Quantfury Daily Gazette
The computational revolution
A revolution is dawning upon the computer industry, sparked by the recent success of Apple Inc’s (NASDAQ: AAPL) transitioning from Intel Corp’s (NASDAQ: INTC) chips to self-produced “Apple Silicon” and the launch of their most powerful computer yet; the Mac Studio. Big industry players such as Advanced Micro Devices Inc (NASDAQ: AMD), Intel Corp (NASDAQ: INTC), and even NVIDIA Corp (NASDAQ: NVDA) know that a change is coming and that personal computers need to evolve.
Think about how many components are in a desktop computer and their compatibility issues. If you’re not a tech geek and want to build a reliable PC without paying outrageous prices for a factory prebuild, then you’re in for an adventure. Apart from choosing the components, you then have to wait for separate deliveries, set it up, and hope there isn’t a defaulted component since returning it is another huge waste of time. Plus, all these components waste a considerable amount of material in packaging and production because they’re made individually. Apple Inc (NASDAQ: AAPL) might have found a solution to the growing problem that most of today’s powerful PCs have, which is the increasing power needed to run these computers.
Seeing that the desktop computer industry had almost reached its peak relative to its power consumption and performance, Apple Inc (NASDAQ: AAPL) started developing new processors on a new type of architecture called ARM. In 2020, it launched Apple Silicon, a chip design that allows the creation of faster and more power-efficient Macs than the ones built with Intel Corp (NASDAQ: INTC) designed chips and potentially better than any other computer commercialized nowadays.
On March 18, 2022, Apple Inc (NASDAQ: APPL) released the “Mac studio M1 max”, for a whopping initial price of $2,999, an all-in-one ultra-performance desktop computer that doesn’t consume as much energy as current computers. It has opened the door to a new chapter in the computer industry due to its chip’s density and endless scalability. The price of innovation is always high, but with time and more supply of these computers in the market by different competitors, we could eventually reach an equilibrium in the price far below the current ones. But only time will tell.
To better understand the technology, ARM processors are more efficient since they utilize smaller silicon space and lower power, conserving energy for longer battery life and being more scalable. Also, in contrast to other monopolized processors in the market (x86), ARM processors can be sold to anyone and then developed according to their objectives, bringing on innovation to its finest. This would allow big companies to enter the PC race with their versions of ARM processors, such as Alphabet Inc, Samsung Electronics, HP Inc, Dell Technologies Inc, or even NVIDIA Corp.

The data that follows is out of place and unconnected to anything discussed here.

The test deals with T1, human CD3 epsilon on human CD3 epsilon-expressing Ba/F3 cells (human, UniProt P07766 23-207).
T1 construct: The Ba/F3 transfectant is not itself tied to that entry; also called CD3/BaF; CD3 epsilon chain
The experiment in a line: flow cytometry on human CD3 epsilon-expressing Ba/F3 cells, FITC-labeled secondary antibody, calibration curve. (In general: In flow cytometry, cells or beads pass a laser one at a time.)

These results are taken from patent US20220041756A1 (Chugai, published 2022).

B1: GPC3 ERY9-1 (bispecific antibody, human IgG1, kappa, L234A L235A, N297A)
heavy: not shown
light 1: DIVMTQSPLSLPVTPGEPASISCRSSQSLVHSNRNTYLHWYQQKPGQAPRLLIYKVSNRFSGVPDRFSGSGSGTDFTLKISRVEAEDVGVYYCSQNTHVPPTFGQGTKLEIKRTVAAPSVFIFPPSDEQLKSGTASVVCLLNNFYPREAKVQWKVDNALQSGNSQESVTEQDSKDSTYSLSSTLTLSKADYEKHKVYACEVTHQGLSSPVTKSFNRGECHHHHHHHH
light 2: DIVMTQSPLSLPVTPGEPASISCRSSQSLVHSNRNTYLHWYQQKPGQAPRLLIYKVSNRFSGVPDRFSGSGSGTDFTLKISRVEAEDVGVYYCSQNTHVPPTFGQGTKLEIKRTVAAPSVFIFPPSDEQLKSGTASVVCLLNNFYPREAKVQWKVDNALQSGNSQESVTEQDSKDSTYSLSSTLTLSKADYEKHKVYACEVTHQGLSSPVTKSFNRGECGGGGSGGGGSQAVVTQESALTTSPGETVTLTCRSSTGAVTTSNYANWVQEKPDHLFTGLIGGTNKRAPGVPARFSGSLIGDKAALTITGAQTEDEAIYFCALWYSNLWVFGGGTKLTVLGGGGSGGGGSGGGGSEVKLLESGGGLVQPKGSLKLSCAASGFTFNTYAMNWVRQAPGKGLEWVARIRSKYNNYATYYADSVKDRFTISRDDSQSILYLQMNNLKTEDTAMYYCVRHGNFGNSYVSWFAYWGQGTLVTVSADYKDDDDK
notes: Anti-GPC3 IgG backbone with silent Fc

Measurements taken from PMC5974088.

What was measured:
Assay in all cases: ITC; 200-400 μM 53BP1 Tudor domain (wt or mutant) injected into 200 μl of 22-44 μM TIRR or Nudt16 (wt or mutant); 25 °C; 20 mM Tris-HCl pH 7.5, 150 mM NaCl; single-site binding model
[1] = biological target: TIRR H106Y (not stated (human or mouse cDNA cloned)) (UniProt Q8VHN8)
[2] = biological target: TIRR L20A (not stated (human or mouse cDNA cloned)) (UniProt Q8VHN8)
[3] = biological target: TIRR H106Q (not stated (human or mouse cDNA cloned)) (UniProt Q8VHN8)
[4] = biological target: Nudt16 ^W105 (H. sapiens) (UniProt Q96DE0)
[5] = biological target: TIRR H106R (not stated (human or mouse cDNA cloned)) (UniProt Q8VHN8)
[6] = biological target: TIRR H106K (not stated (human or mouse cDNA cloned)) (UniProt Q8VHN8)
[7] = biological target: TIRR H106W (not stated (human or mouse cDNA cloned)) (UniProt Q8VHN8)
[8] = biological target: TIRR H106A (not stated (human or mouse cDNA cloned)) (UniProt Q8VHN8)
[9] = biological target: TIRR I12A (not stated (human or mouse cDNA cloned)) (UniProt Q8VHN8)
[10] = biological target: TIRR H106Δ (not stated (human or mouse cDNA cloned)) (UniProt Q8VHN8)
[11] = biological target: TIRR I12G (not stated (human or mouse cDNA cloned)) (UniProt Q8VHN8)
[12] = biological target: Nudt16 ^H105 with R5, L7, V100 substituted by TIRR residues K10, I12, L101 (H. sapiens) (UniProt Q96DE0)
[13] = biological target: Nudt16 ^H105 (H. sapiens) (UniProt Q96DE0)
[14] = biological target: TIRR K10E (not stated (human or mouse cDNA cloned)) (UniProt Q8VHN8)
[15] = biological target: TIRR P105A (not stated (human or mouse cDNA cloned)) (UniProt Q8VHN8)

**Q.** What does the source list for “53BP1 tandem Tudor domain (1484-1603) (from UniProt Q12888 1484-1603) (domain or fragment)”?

Wouldn’t this be positive for the end-user? Theoretically, this would mean more supply for the same demand by creating a more diversified competition, which could positively impact prices and make computers even more accessible than they are today.
It is important to note that the computer industry is filled with movie-like contracts and duopolies made decades ago, impending real innovation. For example, Intel Corp (NASDAQ: INTC) and Advanced Micro Devices Inc (NASDAQ: AMD) have been alone in the processor market thanks to a technology sharing agreement signed in 1984 that forbids sublicensing their x86 processors to any other company and revokes it if any of them change ownership. Qualcomm Inc (NASDAQ: QCOM) has had a monopoly in the computer industry as well due to its exclusivity deals with Microsoft Corp (NASDAQ: MSFT), making them the only supplier of non-Apple Inc (NASDAQ: AAPL) ARM computers.
However, even with this monopoly, companies such as Samsung Electronics (LSE: SMSN) and Alphabet Inc (NASDAQ: GOOGL) have been prompted to start building their processors, opening the way for much more innovation in the space and freeing up the market that up until now has been ruled by industry giants. The time of real innovation in the computer industry is nearing. Think about it, Intel Corp (NASDAQ: INTC) and Advanced Micro Devices Inc (NASDAQ: AMD) are alone in the CPU market, and Advanced Micro Devices Inc (NASDAQ: AMD) and NVIDIA Corp (NASDAQ: NVDA) are alone in the GPU market. There isn’t any other desktop computer manufacturer! Talk about choice, right?
ARM architecture could become much more relevant in the long term as the need for more sustainable and less power-intensive processors keeps growing. This potential future would suck for those who like to get their hands dirty building their custom rig, but the alternative looks much more attractive. The current generation of hardware is already very power demanding, and it’s not like the prices of chips have been low lately with the worldwide supply chain break-down. Also, apart from x86 being created in 1976 and is still used, does it make sense to keep building using x86 architecture and let it stay in the control of Intel Corp or Advanced Micro Devices Inc?
The potential future that ARM architecture offers seems to be one of more diversity, more price competitiveness, and better products. Also, this would help the environment since a change to all-in-one desktop computers would substantially reduce packaging waste and since it’s much more power efficient, reducing energy consumption by worldwide desktop computers. I, for one, look forward to this!
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